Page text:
The box crab Calappa exanthematosa Alcock and Anderson, (1894) re-described ‎from the coastal waters of Pakistan. C. exanthematosa was collected as a bycatch during ‎the shrimp trawling. This species previously synonymised under C. japonica ‎Ortmann, (1892) from the Bay of Bengal, (type locality Japan), since 1937 to till date ‎‎(Galil, 1997; Spiridinov and Apel, 2007). Ng et al., (2011) re-described and illustrated the ‎C exanthematosa after comparison of freshly collected specimen of Calappa japonica ‎from the Gulf of Oman and India and revealed that the both species have resemblance ‎to each other, but few marked differences exist between both species. Current study re-‎described the morphological characteristic of C. exanthematosa from the coastal waters ‎of Pakistan.‎
  • Estimation of growth pattern and form factor of Torpedo scad Megalaspis cordyla (Linnaeus, ‎‎1758) in the Bay of Bengal, Bangladesh.‎

    Sarmin‎, Most. Shakila; Tanjin‎, Sumaya; Rahman‎, Md. Ashekur; Hasan, Md. Rabiul; Sabbir, Wasim; Asadujjaman, Md.; Mondol‎, Md. Rashedul Kabir; Habib‎, Kazi Ahsan; Hossain, Md. Yeamin (2021-12-31)
    The horse mackerel, Megalaspis cordyla is one of the commercially valuable fish species ‎in the Bay of Bengal. This study was defined the growth pattern and form factor (a3.0) of ‎M. cordyla in the Bay of Bengal. Total of 105 specimens were analyzed, caught from ‎the Bay of Bengal during January to December 2020. Total length (TL) was measured ‎by measuring board with 0.01 cm and body weight (BW) was taken by digital balance ‎with 0.01 g accuracy. The TL and BW varied between 16.8 to 41.0 cm and 67.15 to ‎‎544.0 g, respectively. The length-weight relationship (LWR) was significantly related (p < ‎‎0.0001), with r2 value 0.984. The evaluated allometric co-efficient (b) was 2.50 that ‎indicated negative allometric growth (< 3.0) in the Bay of Bengal. The estimated a3.0 was ‎‎0.0102 for M. cordyla in the Bay of Bengal. The assessed a3.0 was varied from 0.0069 to ‎‎0.0182 in worldwide waterbodies. The computed median (0.0102) and 95% confidence ‎limit (0.0099-0.0132) specified that M. cordyla poses the typical torpedo body shape ‎‎‘fusiform’. This study will provide information on growth pattern and form factor as well ‎as body shape alternation between geographic distributions which would be effective for ‎its stock assessment and management in the Bay of Bengal and else-where.‎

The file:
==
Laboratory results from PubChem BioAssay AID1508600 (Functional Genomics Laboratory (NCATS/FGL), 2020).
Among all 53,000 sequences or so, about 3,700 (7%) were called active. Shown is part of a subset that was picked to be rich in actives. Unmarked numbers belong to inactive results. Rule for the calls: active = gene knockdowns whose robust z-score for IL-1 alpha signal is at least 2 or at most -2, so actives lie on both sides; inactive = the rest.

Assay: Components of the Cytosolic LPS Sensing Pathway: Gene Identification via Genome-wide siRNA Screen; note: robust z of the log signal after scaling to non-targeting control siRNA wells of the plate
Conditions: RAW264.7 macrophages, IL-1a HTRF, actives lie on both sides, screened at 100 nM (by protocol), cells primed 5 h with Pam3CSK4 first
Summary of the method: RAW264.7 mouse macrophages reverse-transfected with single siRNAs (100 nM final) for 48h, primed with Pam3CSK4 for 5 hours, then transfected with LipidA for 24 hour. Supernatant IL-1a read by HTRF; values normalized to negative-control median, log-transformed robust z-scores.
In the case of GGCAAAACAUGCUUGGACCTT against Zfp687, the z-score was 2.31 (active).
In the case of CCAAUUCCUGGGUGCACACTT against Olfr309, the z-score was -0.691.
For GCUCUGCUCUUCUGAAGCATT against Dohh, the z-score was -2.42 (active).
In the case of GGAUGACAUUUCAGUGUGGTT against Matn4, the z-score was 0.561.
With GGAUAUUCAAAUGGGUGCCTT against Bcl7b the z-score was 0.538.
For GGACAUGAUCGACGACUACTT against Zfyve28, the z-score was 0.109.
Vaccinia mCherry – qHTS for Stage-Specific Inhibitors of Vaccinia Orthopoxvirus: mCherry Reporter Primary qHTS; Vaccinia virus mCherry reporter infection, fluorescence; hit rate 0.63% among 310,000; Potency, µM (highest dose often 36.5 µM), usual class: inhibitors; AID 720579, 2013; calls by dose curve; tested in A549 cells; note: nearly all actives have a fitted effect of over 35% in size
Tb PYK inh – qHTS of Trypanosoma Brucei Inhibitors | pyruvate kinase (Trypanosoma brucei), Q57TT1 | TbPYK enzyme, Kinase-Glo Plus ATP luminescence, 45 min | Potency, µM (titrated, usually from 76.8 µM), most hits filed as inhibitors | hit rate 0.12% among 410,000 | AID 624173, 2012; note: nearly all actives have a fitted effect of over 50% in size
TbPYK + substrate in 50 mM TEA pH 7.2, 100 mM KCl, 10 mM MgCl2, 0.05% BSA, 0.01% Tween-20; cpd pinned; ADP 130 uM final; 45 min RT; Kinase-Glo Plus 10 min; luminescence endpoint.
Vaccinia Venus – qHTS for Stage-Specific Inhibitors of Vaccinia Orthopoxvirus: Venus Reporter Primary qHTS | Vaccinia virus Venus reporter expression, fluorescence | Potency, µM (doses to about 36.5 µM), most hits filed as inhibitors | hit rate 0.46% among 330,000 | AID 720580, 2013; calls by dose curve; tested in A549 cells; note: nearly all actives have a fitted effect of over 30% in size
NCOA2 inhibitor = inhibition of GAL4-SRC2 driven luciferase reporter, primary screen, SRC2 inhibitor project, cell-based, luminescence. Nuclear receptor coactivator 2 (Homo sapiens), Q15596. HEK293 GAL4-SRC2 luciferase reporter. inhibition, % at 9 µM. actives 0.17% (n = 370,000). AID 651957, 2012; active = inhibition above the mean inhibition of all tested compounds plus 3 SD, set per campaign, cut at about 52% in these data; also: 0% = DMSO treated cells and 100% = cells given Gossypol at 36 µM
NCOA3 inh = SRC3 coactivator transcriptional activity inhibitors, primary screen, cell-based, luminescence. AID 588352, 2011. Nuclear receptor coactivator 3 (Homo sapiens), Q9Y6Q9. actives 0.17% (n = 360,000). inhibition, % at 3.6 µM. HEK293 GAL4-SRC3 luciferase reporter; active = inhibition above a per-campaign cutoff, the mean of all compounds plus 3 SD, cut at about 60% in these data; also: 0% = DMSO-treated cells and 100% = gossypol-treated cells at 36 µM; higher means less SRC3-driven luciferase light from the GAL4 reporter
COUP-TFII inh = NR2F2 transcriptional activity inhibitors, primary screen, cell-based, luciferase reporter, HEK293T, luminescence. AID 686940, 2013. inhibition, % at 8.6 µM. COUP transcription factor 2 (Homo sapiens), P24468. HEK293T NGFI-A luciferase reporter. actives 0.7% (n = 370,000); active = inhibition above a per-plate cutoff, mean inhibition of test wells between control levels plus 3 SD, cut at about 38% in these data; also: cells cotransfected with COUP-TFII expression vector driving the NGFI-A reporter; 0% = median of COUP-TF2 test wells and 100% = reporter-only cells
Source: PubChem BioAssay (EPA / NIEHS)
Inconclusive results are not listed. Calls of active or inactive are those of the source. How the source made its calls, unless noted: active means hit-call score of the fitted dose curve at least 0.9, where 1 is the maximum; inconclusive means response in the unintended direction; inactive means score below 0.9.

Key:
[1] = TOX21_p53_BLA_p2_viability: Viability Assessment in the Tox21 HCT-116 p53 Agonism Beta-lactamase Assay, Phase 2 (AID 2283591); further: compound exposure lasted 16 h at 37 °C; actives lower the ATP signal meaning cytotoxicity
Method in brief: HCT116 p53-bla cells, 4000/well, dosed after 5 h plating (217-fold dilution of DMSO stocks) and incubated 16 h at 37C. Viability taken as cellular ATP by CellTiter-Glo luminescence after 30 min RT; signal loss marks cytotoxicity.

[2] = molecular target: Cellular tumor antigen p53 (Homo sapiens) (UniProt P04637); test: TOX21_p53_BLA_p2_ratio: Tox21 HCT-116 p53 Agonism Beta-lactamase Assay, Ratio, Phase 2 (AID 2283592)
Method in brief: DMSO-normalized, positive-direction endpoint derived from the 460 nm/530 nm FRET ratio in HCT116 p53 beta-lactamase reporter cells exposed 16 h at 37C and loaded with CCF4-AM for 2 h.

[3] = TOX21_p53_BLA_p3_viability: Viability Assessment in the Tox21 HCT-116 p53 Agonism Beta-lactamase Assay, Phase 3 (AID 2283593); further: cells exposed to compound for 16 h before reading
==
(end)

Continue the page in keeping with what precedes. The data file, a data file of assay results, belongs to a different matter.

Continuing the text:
• The first assessment on metal contamination in the critically endangered Sawback Angel Shark ‎‎(Squatina aculeata) from north-eastern Mediterranean.‎

    Turan, Funda; Yola‎, Mehmet Lütfi; Ergenler, Aysegul; Turan, Cemal (2021-12-31)
    A Sawback angel shark (Squatina aculeata) classified as “Critically Endangered” Global ‎Red List by the IUCN (2017) and CITES (2017) is one of the threated elasmobranch ‎groups and the increased pollution in the marine environment negatively impact angel ‎shark species. Despite this, limited information exists about the effects of toxic chemical ‎contamination in angel sharks. Therefore, present study was conducted to elucidate ‎heavy metal accumulation in Squatina aculeata captured from the Iskenderun Bay, ‎North-Eastern Mediterranean by electrochemical technique. Arsenic (As), Mercury (Hg), ‎Copper (Cu), Iron (Fe), Zinc (Zn) and Mangan (Mn) were found by electrochemical ‎analyzer. Among the gill and liver tissue samples of S. aculeata, Fe and Zn were detected ‎as highest concentrations followed by As, Hg, Mn and Cu; Among the muscle tissue of S. ‎aculeata, Fe and Zn were detected as highest followed by Hg, As, Mn and Cu. Average ‎total arsenic contents in S. aculeata was 7.5416±0.6548 μg g-1, which exceeded ‎maximum limit legalized for any kind of food. Similarly, Total mercury average content ‎in S. aculeata was 19.9942±1.6116 μg g -1, which exceeded the proposed limit value ‎which is 0.2-2 μg g-1, confirming that the consumption of S. aculeata is a high risk ‎threating the health of consumer. These results confirmed that the metal contamination ‎in North-Eastern Mediterranean area may pose a potential threat to the sustainability of ‎S. aculeata in marine ecosystem and the concentrations detected is the above the safety ‎limits for angel shark that should be taken into consideration regarding human ‎consumption.‎